The REAL Beneficiaries of Abortion (Hint: It Ain't Women Who Are the Ones Being "Liberated")
(Hat tip: Amy Welborn)
Today's must-read piece is at First Things:
For many members of the Notre Dame Class of 2009, the uproar surrounding the university’s decision to honor Barack Obama with this year’s commencement address, and to bestow on him a doctorate of laws, has provoked strong feelings about what the ensuing conflict will mean for their graduation.(emphasis and editorial commentary added)
I know how they feel. Ten years ago, my heart was filled with similar conflicts as we came closer to the day of my own Notre Dame commencement and my commissioning as an officer in the United States Army.
You see, I was three months pregnant.
When I returned to campus, I ran to the Grotto. I was confused and full of conflicting emotions. But I knew this: No amount of shame or embarrassment would ever lead me to get rid of my baby. Of all women, Our Lady could surely feel pity for an unplanned pregnancy. I recalled her surrendered love to God’s invitation to become the home of the Incarnate Word. “Let it be done to me according to thy word,” she had said. In my hour of need, on my knees, I asked Mary for courage and strength. And she did not disappoint.
My boyfriend was a different story. He was also a Notre Dame senior. When I told him that he was to be a father, he tried to pressure me into having an abortion. Like so many women in similar circumstances, I found out the kind of man the father of my child was at precisely the moment I needed him most. “All that talk about abortion is just dining-room talk,” he said. “When it’s really you in the situation, it’s different. I will drive you to Chicago and pay for a good doctor.” [ED.: It's selfish bastards like this that give men a bad name. But I suppose it would be a stretch to refer to that individual as "a man".]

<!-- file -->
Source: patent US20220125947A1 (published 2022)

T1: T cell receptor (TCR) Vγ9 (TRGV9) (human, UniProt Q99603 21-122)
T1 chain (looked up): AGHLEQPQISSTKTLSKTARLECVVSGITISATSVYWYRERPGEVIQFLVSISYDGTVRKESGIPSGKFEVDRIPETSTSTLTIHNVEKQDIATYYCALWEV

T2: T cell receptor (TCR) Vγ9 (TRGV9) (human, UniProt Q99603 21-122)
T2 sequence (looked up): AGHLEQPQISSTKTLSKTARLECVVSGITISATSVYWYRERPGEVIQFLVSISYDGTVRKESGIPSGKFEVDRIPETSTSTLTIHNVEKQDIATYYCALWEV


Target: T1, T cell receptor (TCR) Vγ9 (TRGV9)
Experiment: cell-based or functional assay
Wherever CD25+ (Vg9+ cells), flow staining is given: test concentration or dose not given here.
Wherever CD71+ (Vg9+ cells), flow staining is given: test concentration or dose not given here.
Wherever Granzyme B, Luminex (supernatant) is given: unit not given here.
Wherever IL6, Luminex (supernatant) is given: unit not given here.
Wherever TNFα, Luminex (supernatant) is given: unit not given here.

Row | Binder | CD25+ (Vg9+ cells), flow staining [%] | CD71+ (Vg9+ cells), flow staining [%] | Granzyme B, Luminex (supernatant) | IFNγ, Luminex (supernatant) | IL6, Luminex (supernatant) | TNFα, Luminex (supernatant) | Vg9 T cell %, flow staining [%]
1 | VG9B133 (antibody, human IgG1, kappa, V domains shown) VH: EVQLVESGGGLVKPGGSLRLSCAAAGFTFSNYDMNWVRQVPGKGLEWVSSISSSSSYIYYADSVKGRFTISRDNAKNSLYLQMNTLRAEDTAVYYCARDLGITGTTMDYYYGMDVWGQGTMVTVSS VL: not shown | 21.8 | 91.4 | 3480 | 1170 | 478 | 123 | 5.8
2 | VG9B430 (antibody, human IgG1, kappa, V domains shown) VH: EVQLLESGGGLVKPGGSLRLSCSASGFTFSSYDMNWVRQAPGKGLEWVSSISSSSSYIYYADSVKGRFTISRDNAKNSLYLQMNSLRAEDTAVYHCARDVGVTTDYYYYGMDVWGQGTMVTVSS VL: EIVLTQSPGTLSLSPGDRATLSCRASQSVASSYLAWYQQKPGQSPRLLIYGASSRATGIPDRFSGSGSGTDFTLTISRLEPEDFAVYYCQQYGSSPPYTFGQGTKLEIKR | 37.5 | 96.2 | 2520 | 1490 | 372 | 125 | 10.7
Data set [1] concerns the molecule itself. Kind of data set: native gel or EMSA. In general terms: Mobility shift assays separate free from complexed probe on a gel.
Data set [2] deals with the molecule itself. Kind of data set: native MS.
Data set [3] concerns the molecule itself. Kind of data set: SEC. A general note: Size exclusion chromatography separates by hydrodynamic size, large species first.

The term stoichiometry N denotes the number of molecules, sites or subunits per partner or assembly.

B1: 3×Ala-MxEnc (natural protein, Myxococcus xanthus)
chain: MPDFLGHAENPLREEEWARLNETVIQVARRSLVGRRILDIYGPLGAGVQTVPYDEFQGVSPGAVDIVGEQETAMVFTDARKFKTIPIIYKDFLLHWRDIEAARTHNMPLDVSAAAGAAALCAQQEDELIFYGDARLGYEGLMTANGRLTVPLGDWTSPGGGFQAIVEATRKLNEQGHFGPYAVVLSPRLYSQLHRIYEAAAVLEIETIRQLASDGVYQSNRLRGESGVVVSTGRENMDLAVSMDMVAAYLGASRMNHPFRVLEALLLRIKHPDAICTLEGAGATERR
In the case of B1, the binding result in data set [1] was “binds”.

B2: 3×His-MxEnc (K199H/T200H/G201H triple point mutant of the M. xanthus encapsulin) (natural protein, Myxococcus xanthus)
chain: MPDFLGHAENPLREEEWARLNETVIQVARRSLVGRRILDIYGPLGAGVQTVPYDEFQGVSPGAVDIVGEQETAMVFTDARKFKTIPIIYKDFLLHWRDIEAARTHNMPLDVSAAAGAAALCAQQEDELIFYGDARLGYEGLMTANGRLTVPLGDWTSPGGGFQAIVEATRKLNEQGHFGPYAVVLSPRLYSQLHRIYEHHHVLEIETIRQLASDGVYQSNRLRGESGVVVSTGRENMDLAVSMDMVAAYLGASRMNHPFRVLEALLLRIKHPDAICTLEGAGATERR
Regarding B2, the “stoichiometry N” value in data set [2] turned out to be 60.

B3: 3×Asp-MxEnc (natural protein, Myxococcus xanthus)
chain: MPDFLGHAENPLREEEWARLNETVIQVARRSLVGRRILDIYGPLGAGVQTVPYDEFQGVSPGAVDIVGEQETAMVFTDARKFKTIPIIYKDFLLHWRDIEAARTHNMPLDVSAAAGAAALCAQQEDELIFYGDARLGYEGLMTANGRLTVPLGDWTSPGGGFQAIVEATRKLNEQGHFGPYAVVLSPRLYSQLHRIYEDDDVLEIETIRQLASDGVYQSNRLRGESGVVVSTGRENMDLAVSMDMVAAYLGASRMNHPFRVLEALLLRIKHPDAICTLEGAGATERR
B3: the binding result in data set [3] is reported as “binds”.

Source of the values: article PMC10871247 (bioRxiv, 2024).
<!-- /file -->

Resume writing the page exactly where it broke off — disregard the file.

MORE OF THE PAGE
I tried telling him this was not an option. He said he was pro-choice. I responded by informing him that my choice was life. And I learned, as so many pregnant women have before and since, that life is the one choice that pro-choicers won’t support.
So, without my boyfriend’s support, I graduated from Notre Dame on schedule with a bachelor’s degree in American Studies. I earned my ROTC commission as a second lieutenant in the U.S. Army. I returned to my parents’ home in Florida, having been granted a delay from active duty. I sought and received advice and loving counsel from Kimberly Home, a pregnancy resource center in my hometown. And I prepared to give birth to the human being who has given me the greatest and most unexpected joy in my life.
Through the State of Florida Child Support Enforcement Agency, I obtained a court order for my daughter to receive child support from her father. [ED.: At least the bastard wasn't able to completely shirk his responsibilities.]
Notre Dame is a special place, but it is not immune to the realities of modern life. There are students who face unplanned pregnancies, and—most tragically—women who think their only option is abortion. Statistics show that one out of every five women who have an abortion is a college student; many of these women cite the fear that they will not be able to complete their education as a primary reason. On campuses all across this country, abortion is the status quo. We need to change that with an unambiguous stand for life, and Notre Dame needs to be in the lead.
There have been many things written about the honors to be extended to President Obama. I’d like to ask this of Fr. John Jenkins, the Notre Dame president: Who draws support from your decision to honor President Obama—the young, pregnant Notre Dame woman sitting in that graduating class who wants desperately to keep her baby, or the Notre Dame man who believes that the Catholic teaching on the intrinsic evil of abortion is just dining-room talk?
[Read the whole thing]
Folks, that is the most eloquent statement yet on Notre Dame's decision to honor our pro-abortion ... errrr, excuse me ... "pro-choice" ... President.
That final question to Fr. Jenkins in this young woman's piece is THE question that cuts to the heart of the matter. Honoring the President at our Nation's premiere Catholic institution, despite his dismal record on life issues, gives the impression that the civil rights issue of our time - the plight of the unborn - is NOT REALLY all that important. Indeed, to a world in desperate need of strong witnesses for life, the honoring the President makes it seem that the Church's pro-life stance is, in fact, "just dining-room talk".